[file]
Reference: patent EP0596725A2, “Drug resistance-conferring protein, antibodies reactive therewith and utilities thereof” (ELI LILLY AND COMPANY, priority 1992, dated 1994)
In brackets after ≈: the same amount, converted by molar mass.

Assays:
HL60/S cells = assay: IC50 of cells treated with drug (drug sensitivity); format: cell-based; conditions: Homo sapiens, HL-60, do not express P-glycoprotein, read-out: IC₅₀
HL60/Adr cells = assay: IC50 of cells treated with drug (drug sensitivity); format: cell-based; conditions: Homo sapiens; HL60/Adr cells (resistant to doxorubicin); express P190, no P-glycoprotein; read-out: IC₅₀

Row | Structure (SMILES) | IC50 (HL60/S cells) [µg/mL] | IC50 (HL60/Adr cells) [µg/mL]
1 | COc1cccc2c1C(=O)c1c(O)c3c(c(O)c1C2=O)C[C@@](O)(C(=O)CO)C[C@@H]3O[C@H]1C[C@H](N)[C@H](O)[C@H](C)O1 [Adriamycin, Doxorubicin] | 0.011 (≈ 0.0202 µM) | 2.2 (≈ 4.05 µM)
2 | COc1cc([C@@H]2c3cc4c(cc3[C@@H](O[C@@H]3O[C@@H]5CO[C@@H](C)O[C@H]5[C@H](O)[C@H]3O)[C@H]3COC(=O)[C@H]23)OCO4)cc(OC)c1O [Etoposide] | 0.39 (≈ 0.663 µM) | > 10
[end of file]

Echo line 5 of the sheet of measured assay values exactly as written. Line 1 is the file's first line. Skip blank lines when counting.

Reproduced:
HL60/Adr cells = assay: IC50 of cells treated with drug (drug sensitivity); format: cell-based; conditions: Homo sapiens; HL60/Adr cells (resistant to doxorubicin); express P190, no P-glycoprotein; read-out: IC₅₀